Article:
Can a Clergyperson be Restored to Ministry after Sexual Misconduct?

 

Hopkins, Nancy Myer and Laaser, Mark, eds., Restoring the Soul of a Church. Collegeville, Minn: Order of St. Benedict, Inc., 1995, p. 135-137.

Below is a list of ten conditions necessary for favorable consideration of restoration to active ministry by a recovering clergy sexual offender. The list is not exhaustive; there are likely to be additional issues that arise in specific cases. And even if all are conscientiously fulfilled they do not guarantee an absolutely risk-free result.

 1. The recovering offender admits wrongdoing.
Not infrequently deeper understanding of responsibility for the wrongdoing and the full nature of its impact on self and others, as opposed to a mere superficial admission of guilt, is a process that evolves over time with expert therapeutic assistance.

 

2. The recovering offender cooperates willingly with an imposed discipline.
“Willing cooperation” may also grow over time. It is important that therapy not be confused or equated with discipline and that there are no unresolved, pending, or anticipated criminal, civil, or ecclesiastical actions involving the clergyperson.

 

3. The offender participates willingly in individual, family, and/or group therapy, as deemed appropriate.
Formal spiritual direction may also be appropriate. Participation in therapy is often a difficult and painful process. It is normal for participation to be resisted at some points and more willingly sought at others.

 

4. The recovering offender willingly attempts to make amends to any injured individuals or communities.
Often amends can only be made partially, sometimes not at all or not until some future date. Making amends may always remain a potential action, depending primarily on the timing and needs of any victim(s)and on their circumstances outside the direct control of the offender.

 

5. The recovering offender gives strong evidence of having learned about his or her own psychological issues and personal psychosexual dynamics.
The actual offending behavior is always connected to other life issues and must be examined and understood in the larger context.

 

6. The recovering offender understands and cooperates with any safeguards and/or conditions connected with return to the exercise of ministry.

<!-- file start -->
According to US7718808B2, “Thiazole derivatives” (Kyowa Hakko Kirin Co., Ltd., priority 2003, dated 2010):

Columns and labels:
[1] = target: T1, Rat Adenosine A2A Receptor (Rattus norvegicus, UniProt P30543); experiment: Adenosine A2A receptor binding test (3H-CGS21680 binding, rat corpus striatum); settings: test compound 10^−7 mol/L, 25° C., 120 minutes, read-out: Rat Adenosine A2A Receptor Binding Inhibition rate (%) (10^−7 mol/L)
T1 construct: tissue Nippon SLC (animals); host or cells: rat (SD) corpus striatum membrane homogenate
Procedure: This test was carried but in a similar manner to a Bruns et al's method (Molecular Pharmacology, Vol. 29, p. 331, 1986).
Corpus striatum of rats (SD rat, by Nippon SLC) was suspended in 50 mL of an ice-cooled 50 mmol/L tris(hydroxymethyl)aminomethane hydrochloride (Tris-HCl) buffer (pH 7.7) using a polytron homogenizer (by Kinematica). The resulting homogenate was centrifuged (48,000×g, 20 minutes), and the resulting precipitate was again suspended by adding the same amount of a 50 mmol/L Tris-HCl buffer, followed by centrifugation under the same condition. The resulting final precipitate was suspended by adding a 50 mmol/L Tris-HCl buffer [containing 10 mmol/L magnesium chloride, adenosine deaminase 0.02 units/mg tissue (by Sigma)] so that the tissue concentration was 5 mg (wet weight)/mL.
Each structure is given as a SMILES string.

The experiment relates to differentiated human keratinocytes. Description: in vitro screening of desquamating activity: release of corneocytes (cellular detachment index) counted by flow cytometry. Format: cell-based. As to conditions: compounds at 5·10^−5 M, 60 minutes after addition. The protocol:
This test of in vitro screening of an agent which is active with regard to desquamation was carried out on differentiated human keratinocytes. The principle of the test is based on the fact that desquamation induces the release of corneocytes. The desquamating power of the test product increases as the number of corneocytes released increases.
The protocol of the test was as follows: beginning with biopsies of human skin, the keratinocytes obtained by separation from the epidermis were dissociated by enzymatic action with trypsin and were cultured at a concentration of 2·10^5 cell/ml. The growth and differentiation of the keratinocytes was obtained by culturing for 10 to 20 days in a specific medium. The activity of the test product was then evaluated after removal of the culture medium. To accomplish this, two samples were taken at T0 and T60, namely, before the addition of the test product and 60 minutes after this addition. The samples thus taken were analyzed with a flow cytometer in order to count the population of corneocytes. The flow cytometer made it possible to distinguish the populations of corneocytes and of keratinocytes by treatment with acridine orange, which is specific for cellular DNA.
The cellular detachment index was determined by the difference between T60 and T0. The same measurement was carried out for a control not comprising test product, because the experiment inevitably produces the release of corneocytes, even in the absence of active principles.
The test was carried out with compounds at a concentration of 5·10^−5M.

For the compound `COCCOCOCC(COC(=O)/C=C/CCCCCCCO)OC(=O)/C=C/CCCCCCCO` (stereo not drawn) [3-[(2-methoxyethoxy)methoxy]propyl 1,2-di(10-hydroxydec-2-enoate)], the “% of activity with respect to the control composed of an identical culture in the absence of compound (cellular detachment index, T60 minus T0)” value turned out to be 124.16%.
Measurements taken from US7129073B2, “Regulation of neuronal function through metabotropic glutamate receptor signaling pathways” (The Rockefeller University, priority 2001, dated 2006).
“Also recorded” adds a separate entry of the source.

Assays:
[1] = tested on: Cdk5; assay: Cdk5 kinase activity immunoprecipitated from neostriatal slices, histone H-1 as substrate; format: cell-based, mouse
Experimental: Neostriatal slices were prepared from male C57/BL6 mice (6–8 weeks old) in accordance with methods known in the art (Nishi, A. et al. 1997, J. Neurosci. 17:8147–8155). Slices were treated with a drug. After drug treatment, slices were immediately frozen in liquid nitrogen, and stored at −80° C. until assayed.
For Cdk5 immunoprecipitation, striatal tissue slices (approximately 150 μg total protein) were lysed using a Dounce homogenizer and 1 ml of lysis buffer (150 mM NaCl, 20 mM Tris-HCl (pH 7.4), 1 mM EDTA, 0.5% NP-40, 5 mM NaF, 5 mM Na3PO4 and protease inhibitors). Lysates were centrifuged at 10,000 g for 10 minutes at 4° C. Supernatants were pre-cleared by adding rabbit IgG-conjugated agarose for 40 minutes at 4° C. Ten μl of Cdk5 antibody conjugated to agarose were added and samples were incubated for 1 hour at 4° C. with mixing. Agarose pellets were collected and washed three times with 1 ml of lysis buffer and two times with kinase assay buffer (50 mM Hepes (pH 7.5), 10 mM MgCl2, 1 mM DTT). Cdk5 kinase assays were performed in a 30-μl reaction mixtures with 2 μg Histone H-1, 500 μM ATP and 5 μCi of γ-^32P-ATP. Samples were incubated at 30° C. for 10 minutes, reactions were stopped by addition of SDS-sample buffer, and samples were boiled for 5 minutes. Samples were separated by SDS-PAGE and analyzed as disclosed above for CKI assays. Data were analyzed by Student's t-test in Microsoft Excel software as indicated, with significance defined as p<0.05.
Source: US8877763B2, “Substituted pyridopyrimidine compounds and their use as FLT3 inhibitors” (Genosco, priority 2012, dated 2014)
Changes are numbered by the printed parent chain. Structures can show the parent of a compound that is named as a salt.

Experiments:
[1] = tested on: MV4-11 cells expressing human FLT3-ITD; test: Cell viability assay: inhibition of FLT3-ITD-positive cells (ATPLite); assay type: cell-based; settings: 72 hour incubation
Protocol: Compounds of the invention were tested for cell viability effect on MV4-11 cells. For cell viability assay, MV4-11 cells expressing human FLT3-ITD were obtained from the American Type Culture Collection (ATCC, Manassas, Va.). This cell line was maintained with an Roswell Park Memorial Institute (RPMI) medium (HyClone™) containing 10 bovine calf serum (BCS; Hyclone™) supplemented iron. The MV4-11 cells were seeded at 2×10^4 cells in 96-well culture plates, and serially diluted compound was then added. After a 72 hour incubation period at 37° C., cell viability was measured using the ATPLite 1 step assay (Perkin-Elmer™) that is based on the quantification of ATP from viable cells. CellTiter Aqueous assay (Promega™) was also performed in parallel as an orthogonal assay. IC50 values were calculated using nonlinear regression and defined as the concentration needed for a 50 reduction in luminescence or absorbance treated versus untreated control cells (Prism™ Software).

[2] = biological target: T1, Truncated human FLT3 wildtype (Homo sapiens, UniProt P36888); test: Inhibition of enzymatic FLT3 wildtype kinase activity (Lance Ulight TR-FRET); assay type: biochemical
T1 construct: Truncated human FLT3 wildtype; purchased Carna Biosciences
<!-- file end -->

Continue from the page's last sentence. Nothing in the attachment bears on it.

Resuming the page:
Rarely is a recovering offender restored without some continuing conditions and/or controls for his or her protection as well as for the protection of the community at large.

 

7. The recovering offender receives an evaluation from an appropriately accredited institution and/or therapist indicating that he or she is not at risk to repeat the offending behavior.
Sometimes this conclusion is reached upon initial evaluation and treatment, sometimes afterwards. Sometimes such an institution or therapist cannot or will not make a clear statement about risk of repeat offense. This evaluation may include but never be exclusively limited to the evaluation of the cleric’s personal therapist. A statement that the risk of repeat offense is high must be considered a major negative factor in coming to any favorable decision about eventual return to ministry. Not infrequently more than one formal evaluation may be indicated. Some church insurers have underwriting guidelines in this as well as in other areas.

 

8. The “community” in which the recovering offender intends to exercise iministry is informed as fully as possible about the circumstances of the offense(s) and comes to substantive agreement about the offender’s return to ministry.

People who may receive a recovering offender’s ministry have a right to know as much about the situation as possible, however, protection of innocent persons must always be kept in mind. Presumably, opinions about the recovering offender’s return to ministry will not be unanimous. Though any primary victim(s) of the offender’s ministry will presumably not continue to be recipients of the recovering cleric’s ministry, it is important that such persons be informed and consulted in advance about any intended return to ministry.

 

9. The recovering offender personally desires to return to the exercise of ministry and understands the issues and problems likely to be connected to that return.
This means that the recovering offender has seriously considered other vocational options and still feels a call to public ordained ministry. The cleric fully recognizes that such a continuing call needs to be affirmed by the Church through appropriate channels for it to be exercised.

 

10. The recovering cleric has ready access to ongoing support systems and gives evidence of willingness to make regular use of them.
Ongoing support systems are not intended to be merely passive. Support persons seek out ways to give support and care to recovering persons.